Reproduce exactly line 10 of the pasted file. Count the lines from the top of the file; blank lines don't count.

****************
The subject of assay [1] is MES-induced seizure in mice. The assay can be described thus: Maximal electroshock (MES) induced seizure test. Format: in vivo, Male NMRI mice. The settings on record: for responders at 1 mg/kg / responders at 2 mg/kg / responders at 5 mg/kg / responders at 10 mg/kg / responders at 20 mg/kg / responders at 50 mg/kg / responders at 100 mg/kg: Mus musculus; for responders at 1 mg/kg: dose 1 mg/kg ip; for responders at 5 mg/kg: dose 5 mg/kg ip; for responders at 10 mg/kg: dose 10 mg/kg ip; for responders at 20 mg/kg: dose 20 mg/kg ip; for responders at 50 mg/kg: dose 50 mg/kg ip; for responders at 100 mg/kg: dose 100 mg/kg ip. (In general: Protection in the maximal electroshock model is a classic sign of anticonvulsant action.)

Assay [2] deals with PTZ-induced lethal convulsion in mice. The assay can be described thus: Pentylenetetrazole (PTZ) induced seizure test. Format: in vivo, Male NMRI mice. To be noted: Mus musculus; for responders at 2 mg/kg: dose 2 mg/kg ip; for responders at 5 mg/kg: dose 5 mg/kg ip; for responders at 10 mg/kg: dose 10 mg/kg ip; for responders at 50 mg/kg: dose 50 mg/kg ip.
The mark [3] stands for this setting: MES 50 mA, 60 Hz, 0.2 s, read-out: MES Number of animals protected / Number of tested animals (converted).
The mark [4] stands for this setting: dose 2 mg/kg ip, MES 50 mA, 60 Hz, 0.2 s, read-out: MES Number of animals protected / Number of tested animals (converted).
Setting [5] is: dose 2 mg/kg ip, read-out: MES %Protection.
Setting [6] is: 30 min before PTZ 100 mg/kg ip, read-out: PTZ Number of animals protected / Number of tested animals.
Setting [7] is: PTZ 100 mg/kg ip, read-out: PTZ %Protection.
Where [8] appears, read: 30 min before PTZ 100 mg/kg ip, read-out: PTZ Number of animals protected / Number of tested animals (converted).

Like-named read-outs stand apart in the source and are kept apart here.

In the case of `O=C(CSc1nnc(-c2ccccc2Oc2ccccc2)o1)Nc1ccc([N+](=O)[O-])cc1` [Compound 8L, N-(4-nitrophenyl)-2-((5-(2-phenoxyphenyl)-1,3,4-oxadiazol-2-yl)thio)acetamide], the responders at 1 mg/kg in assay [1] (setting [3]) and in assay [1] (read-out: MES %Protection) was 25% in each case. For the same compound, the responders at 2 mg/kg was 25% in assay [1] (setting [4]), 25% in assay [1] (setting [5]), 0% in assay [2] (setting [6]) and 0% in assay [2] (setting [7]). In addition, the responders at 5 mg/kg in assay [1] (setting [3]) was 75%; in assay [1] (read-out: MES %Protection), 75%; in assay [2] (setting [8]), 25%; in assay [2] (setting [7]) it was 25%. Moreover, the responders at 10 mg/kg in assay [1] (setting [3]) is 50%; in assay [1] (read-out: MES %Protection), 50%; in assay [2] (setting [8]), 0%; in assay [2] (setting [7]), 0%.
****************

In the case of `O=C(CSc1nnc(-c2ccccc2Oc2ccccc2)o1)Nc1ccc([N+](=O)[O-])cc1` [Compound 8L, N-(4-nitrophenyl)-2-((5-(2-phenoxyphenyl)-1,3,4-oxadiazol-2-yl)thio)acetamide], the responders at 1 mg/kg in assay [1] (setting [3]) and in assay [1] (read-out: MES %Protection) was 25% in each case. For the same compound, the responders at 2 mg/kg was 25% in assay [1] (setting [4]), 25% in assay [1] (setting [5]), 0% in assay [2] (setting [6]) and 0% in assay [2] (setting [7]). In addition, the responders at 5 mg/kg in assay [1] (setting [3]) was 75%; in assay [1] (read-out: MES %Protection), 75%; in assay [2] (setting [8]), 25%; in assay [2] (setting [7]) it was 25%. Moreover, the responders at 10 mg/kg in assay [1] (setting [3]) is 50%; in assay [1] (read-out: MES %Protection), 50%; in assay [2] (setting [8]), 0%; in assay [2] (setting [7]), 0%.